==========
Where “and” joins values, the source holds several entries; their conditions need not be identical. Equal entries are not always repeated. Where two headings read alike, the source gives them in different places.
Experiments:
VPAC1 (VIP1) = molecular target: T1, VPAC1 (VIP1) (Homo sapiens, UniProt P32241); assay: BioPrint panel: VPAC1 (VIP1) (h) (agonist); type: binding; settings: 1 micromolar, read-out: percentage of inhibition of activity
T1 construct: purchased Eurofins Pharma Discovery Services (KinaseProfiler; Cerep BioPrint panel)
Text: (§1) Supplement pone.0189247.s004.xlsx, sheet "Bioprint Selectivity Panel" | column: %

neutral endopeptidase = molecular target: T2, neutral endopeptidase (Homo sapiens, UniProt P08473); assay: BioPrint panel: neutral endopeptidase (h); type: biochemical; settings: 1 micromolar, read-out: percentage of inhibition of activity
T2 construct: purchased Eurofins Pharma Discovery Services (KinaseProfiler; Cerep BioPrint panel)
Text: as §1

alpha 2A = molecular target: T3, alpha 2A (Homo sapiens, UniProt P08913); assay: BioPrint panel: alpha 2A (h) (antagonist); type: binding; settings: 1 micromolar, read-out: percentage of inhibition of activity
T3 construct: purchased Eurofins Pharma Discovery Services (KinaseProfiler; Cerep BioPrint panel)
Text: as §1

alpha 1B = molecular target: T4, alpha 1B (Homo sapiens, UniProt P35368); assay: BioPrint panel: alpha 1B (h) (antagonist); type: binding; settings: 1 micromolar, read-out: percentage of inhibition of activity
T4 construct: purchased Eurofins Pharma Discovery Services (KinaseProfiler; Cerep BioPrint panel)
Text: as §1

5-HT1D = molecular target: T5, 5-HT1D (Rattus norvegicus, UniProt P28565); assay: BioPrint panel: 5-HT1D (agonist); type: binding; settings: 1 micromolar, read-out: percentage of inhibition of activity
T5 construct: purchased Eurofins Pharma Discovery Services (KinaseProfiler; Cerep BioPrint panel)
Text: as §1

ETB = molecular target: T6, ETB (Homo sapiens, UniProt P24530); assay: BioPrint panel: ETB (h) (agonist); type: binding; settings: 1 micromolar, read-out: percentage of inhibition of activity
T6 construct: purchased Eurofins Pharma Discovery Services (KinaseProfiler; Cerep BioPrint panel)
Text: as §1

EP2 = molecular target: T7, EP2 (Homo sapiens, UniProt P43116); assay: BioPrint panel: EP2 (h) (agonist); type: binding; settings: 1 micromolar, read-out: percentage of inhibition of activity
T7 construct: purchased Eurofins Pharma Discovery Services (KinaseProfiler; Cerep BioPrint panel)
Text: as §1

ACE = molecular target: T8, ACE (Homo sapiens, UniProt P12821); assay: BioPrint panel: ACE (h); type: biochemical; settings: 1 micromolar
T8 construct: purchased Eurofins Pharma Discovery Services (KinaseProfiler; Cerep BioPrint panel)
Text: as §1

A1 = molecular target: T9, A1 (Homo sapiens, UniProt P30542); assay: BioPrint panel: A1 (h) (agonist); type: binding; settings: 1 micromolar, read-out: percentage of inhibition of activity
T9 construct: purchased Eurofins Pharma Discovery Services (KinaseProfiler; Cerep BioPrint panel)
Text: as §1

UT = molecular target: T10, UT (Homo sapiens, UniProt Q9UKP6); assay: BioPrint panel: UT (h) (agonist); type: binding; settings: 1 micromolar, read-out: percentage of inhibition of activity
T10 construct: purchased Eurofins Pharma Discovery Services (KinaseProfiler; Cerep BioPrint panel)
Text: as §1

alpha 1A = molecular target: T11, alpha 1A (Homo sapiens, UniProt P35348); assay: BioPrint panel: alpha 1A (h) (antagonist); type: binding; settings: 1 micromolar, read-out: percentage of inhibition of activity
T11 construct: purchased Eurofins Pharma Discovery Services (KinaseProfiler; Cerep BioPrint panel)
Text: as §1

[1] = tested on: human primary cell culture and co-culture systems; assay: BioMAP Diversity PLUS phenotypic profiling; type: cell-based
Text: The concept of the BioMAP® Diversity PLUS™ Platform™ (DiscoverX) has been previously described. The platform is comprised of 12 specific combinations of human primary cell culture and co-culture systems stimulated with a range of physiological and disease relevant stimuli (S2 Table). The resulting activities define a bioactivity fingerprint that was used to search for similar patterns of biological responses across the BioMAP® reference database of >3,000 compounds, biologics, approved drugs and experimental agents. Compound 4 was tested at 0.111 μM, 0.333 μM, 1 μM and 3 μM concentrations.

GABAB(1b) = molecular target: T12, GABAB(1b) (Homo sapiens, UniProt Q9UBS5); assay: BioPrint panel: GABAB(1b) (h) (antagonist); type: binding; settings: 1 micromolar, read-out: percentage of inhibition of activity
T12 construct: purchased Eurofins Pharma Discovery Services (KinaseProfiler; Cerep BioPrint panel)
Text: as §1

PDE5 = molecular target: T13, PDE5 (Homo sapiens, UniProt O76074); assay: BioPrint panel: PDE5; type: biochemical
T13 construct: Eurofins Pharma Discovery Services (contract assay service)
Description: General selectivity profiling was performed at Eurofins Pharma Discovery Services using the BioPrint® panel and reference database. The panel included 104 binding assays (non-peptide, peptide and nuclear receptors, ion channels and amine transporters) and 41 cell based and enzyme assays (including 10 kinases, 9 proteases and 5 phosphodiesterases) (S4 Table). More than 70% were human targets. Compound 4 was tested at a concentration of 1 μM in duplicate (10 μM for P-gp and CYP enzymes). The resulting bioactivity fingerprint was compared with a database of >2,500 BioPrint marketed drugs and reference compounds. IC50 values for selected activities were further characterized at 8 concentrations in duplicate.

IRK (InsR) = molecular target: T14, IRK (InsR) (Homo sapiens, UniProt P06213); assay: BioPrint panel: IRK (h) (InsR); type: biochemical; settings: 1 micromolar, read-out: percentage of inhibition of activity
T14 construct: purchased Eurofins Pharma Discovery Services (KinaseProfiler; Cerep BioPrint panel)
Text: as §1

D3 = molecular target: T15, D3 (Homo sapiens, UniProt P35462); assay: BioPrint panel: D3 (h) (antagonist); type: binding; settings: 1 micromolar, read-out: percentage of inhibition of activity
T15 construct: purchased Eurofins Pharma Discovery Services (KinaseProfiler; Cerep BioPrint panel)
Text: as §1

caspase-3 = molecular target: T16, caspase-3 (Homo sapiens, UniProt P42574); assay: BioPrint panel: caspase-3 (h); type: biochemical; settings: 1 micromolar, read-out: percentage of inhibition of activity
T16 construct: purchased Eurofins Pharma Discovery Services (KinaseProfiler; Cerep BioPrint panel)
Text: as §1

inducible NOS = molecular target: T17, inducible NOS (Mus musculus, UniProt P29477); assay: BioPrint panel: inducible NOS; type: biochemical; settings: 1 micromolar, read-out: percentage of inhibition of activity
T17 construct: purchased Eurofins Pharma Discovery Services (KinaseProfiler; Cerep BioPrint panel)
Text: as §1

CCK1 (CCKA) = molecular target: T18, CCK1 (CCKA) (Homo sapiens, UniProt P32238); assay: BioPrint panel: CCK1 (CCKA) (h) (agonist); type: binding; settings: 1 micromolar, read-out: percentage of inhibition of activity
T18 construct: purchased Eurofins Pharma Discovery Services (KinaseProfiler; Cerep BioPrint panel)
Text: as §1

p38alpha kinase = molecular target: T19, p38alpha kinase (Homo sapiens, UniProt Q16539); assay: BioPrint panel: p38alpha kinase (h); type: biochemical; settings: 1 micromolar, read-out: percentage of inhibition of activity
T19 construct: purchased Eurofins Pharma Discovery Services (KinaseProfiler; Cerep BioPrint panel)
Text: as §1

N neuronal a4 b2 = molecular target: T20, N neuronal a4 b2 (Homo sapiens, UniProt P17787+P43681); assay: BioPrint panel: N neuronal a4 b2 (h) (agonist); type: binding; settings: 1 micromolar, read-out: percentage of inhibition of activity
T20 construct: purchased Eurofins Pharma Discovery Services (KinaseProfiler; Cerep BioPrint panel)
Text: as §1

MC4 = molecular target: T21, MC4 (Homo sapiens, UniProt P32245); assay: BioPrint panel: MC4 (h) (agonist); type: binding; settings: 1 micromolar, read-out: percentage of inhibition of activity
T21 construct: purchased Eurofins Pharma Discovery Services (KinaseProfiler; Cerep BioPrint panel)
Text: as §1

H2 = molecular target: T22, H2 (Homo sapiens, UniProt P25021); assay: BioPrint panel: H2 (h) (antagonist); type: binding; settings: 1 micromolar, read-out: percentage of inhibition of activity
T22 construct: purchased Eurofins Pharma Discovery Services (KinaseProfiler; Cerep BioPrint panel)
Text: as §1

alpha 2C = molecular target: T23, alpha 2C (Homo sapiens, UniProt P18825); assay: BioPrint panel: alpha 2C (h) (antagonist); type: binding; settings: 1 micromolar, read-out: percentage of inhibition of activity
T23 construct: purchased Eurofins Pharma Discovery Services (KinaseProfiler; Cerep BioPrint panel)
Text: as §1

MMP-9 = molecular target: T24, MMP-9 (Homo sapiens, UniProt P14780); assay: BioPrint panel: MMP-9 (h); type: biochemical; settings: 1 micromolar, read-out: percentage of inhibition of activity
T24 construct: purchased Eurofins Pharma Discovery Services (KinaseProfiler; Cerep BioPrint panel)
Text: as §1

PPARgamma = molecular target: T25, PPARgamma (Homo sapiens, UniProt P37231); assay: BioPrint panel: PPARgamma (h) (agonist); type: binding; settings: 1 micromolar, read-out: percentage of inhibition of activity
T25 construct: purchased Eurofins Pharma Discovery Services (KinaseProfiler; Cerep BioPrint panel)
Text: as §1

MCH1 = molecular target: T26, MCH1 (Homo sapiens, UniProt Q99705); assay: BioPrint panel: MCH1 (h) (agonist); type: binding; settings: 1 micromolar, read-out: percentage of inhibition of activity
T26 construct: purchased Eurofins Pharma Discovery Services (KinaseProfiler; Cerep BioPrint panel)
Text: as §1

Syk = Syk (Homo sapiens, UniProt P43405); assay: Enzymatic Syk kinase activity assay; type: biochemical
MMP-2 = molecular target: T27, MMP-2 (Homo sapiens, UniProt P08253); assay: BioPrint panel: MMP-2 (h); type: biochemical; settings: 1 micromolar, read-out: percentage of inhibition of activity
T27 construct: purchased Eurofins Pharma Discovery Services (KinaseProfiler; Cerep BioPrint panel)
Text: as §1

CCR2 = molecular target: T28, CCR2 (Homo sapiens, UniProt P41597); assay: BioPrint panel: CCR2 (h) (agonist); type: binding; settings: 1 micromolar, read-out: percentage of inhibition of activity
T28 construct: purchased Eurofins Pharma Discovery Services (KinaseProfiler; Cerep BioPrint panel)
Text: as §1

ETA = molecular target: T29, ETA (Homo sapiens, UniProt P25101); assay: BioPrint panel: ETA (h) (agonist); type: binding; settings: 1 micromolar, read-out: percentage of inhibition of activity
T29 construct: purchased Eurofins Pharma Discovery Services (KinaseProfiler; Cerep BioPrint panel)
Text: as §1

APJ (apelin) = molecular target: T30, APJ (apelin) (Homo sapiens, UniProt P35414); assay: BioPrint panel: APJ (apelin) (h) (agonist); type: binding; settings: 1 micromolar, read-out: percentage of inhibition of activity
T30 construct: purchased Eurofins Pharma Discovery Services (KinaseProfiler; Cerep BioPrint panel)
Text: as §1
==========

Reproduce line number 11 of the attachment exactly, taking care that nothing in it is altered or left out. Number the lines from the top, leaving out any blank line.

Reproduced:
Text: as §1